Away From the Spotlights India's Paralympians Do Her Proud in Rio
BENGALURU: The 15th edition of the 2016 Summer Paralympics are underway in Rio De Janerio, Brazil, commencing on September 7 and concluding on 18 September. The Indian contingent this year has already won two medals – a gold and bronze in the Men’s High Jump T-42 event.
The Paralympics are a major international sporting event for athletes with disabilities who compete in 25 sports events such as judo, badminton, athletics, archery, boccia, and sailing. The games are governed by the International Paralympics Committee (IPC) which in June 2016 formally recognised the Paralympic Committee of India (PCI) headed by Rao Inderjit Singh as president.
Sports – in general and organised -for persons with disabilities were introduced after the Second World War to assist war veterans and civilians who were disabled as a result of injuries. The first Paralympics were held in 1960 in Rome and have since been held every four years, just like the Summer Olympics. 400 athletes from 32 countries participated in the first edition of the Paralympics.
This year, 4,342 participants from 159 countries across the globe are taking part in the event. The Paralympics are essentially for persons with physical disabilities; however, events for persons with intellectual disabilities are also slowly being included.
The Paralympics are often confused with the Special Olympics. While the both are based on the fundamental principles of the Olympic Charter, the two are different. The Special Olympics were officially recognised by the International Olympic Committee in 1988 and are for athletes with intellectual disabilities; however unlike the Paralympics they are not held in conjunction with the Olympic Games.
They are both based on different philosophies - for the Paralympics, athletes have to meet a certain qualifying criteria in order to compete and the games are geared towards more ‘elite’ competition.
In contrast, the Special Olympics do not exclude athletes based upon qualifying scores; rather athletes are divided based on the scores of others with similar abilities. During the 2015 Special Olympics in Los Angeles, USA the Indian contingent won a total of 173 medals.
The next edition of the Special Olympics will be held in 2019, the city for which is yet to be decided. Germany, Australia and South Africa were chosen out of the several countries that bid for the event; however, all three countries withdrew their bids in 2015, not much information is available as to why.
The 2016 Paralympics too are faced with financial challenges due to desultory interest from the sponsors and poor ticket sales; as a result of which several events have had to be relocated and voluntary staff and transport facilities reduced.
It comes with little surprise that the 2016 Paralympics is facing budget cuts and countries have withdrawn their bid for the 2019 Special Olympics. World over, persons with disabilities face marginalisation and not much money is spent on their welfare and rehabilitation.
Disability sports in India are poorly funded, recognised and promoted. Given the poor understanding of disability issues in the country, lack of infrastructural support, accessibility and political will, the kind of support received by Paralympians in the country is questionable.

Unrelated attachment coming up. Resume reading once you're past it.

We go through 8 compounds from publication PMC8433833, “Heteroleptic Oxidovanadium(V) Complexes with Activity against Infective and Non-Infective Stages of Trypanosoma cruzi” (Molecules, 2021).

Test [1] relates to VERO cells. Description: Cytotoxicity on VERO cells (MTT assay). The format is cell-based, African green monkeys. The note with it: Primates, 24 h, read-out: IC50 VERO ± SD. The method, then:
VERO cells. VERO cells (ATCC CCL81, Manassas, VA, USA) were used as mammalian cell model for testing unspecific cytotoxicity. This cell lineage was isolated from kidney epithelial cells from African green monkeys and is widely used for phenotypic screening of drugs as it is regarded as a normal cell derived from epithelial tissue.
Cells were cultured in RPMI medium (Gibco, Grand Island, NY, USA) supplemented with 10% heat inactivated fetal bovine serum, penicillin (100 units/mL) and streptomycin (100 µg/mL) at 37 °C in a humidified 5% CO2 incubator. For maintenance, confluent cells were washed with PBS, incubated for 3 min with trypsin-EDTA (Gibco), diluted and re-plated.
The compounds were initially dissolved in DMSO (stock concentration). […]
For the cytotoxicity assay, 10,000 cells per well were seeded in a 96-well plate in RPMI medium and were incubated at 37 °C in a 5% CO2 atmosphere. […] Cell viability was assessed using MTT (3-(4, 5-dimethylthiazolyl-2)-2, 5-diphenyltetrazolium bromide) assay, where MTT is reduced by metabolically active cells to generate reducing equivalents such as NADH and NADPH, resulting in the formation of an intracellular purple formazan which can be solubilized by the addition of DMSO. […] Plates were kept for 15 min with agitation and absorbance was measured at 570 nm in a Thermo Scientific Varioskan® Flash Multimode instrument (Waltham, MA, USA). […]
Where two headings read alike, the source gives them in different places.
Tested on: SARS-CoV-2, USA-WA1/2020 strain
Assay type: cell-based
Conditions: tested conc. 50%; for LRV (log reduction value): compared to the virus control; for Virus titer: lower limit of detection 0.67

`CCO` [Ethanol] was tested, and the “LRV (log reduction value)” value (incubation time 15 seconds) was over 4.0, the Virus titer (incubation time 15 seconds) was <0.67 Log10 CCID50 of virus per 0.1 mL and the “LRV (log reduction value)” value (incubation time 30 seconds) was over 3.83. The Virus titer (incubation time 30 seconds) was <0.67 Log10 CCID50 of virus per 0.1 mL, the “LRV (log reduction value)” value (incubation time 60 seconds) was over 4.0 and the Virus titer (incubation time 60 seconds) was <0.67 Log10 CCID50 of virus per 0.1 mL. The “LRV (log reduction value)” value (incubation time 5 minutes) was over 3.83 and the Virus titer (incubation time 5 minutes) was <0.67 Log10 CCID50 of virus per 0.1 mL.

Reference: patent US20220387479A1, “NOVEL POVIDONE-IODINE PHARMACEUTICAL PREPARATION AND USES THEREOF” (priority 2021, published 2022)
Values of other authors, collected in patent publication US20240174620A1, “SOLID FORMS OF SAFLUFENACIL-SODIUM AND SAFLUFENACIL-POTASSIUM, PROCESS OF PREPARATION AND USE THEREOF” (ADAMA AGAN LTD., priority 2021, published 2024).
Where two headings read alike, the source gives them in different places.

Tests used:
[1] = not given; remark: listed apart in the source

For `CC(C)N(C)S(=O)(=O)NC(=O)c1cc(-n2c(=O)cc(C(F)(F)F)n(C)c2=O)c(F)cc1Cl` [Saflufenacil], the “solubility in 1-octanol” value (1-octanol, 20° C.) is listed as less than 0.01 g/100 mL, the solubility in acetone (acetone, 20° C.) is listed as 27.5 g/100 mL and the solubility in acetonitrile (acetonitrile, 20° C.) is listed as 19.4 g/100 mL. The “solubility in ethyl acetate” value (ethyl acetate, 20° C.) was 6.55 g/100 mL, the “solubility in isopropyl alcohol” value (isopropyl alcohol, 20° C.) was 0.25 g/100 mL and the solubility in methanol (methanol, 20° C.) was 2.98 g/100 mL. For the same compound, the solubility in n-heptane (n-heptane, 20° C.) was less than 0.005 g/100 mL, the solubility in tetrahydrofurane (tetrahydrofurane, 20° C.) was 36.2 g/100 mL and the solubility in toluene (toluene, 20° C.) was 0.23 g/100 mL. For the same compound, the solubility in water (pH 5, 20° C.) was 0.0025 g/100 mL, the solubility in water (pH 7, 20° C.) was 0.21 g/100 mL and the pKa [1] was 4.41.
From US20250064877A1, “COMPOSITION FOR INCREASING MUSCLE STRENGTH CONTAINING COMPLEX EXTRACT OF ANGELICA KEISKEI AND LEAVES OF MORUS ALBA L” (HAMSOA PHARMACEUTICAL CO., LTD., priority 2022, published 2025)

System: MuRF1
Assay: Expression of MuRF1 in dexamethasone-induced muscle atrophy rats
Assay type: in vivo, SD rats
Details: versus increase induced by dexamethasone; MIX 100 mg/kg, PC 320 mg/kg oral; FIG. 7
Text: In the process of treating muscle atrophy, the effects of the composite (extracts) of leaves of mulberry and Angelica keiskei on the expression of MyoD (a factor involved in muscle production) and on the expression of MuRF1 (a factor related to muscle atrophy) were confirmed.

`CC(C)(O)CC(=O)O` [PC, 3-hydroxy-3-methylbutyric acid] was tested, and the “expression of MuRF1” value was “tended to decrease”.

Gurusharan Singh, vice president of the PCI, in an interview to NDTV said ‘We know how we performed in the Olympics and now you will see how we perform in Paralympics. We all know the facilities given to Olympians and how many medals they got and we will see how our Paralympians perform."
It is only recently that civil sector organisations have began including sports as a part of their rehabilitation and intervention plans and encouraging individuals with disabilities to pursue sports. A majority of the population is not aware of even the basic difference between the Paralympics and the Special Olympics, nor are they aware of India’s participation and history at these events.
India first participated in the 3rd edition of the Paralympics held at Tel Aviv in 1968, for which a contingent of ten athletes was sent. In 1972, during the 4th edition, Mularikant Petkar became the first Indian to win a gold medal at the Paralympics in swimming.
India participated in the 7th edition of the games during which the country was ranked 37th along with South Korea and won four medals (2 silver and 2 bronze). Apart from the 1976 and 1980 edition of the Paralympics Games, India has been a part of all the games since 1968. In 2004, India was ranked 53 among the 135 countries which participated, winning 2 medals (gold and bronze); in 2012, the country was ranked 67 among the 164 participating nations and won a silver medal.
In the 2016 Paralympics, India has sent its largest ever contingent of 19 athletes – 16 men and 3 women – who will be participating in Archery (women), Athletics (men and women), Power lifting (men), Shooting (men) and Swimming (men). Thusfar, India has finished competing in four competitions - Suyash Narayan in the Men’s 50m freestyle ranked 9th in the final; Farman Basha ranked 4 in the Men’s 49kg Power Lifting event; Anil Kumar finished ranking 7th in the Discus Throw finals; while Naresh Sharma failed to qualify for the Men’s R1 – 10m Air Rifle Standing final.
Unfortunately, even though the Indian contingent has in the past and is expected even in this edition of the games to do well and win a good haul of medals, there is little information made available about schedule of the Indian participants; nor are the Paralympics being broadcast in the country.
(Cover Picture Mariyappan Thangavelu who won the gold medal with Varun Singh Bhati who got the bronze )